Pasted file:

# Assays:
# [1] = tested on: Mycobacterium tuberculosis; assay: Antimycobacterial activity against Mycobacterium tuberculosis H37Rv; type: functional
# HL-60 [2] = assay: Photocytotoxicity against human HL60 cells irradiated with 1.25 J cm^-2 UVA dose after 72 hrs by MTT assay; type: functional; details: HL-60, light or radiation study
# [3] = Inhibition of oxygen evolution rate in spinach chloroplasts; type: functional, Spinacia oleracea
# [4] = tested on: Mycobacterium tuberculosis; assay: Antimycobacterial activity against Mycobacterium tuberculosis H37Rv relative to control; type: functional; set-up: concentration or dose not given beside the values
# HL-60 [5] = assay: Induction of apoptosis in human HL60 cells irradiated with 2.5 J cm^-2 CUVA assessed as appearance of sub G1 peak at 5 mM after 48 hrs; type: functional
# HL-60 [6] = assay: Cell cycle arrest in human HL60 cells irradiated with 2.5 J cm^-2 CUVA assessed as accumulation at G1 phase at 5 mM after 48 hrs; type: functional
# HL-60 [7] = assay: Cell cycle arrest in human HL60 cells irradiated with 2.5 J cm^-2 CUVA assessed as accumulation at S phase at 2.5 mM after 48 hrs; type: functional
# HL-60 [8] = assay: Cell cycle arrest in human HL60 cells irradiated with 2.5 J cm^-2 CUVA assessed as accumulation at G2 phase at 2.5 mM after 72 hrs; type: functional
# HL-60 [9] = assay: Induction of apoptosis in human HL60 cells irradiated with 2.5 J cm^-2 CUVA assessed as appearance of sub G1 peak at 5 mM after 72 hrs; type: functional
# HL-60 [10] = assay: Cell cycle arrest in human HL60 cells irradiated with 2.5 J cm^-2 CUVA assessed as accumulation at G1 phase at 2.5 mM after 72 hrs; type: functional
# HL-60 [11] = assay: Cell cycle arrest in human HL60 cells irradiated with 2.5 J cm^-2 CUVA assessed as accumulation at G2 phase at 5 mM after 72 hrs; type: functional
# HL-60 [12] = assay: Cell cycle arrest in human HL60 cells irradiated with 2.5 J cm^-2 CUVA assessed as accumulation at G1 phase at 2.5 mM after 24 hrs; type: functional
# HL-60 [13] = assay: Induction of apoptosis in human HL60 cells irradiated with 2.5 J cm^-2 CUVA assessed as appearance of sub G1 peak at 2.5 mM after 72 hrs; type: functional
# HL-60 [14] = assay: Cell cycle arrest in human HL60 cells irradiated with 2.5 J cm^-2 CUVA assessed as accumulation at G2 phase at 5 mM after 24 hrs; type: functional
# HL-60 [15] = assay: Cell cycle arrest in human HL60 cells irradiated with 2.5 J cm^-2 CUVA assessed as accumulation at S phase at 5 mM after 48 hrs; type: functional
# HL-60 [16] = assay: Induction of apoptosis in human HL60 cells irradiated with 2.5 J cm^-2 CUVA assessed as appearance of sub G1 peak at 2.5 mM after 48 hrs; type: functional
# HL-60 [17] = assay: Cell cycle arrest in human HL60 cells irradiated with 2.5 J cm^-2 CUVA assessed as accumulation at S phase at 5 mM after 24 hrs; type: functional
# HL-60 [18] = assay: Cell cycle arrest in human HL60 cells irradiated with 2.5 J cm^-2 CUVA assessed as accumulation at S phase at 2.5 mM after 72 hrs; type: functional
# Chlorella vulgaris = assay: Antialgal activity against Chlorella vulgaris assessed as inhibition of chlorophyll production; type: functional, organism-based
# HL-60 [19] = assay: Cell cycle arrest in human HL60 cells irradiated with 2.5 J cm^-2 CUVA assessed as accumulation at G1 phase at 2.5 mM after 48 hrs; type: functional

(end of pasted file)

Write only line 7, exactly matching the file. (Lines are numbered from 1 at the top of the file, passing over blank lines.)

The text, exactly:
# HL-60 [6] = assay: Cell cycle arrest in human HL60 cells irradiated with 2.5 J cm^-2 CUVA assessed as accumulation at G1 phase at 5 mM after 48 hrs; type: functional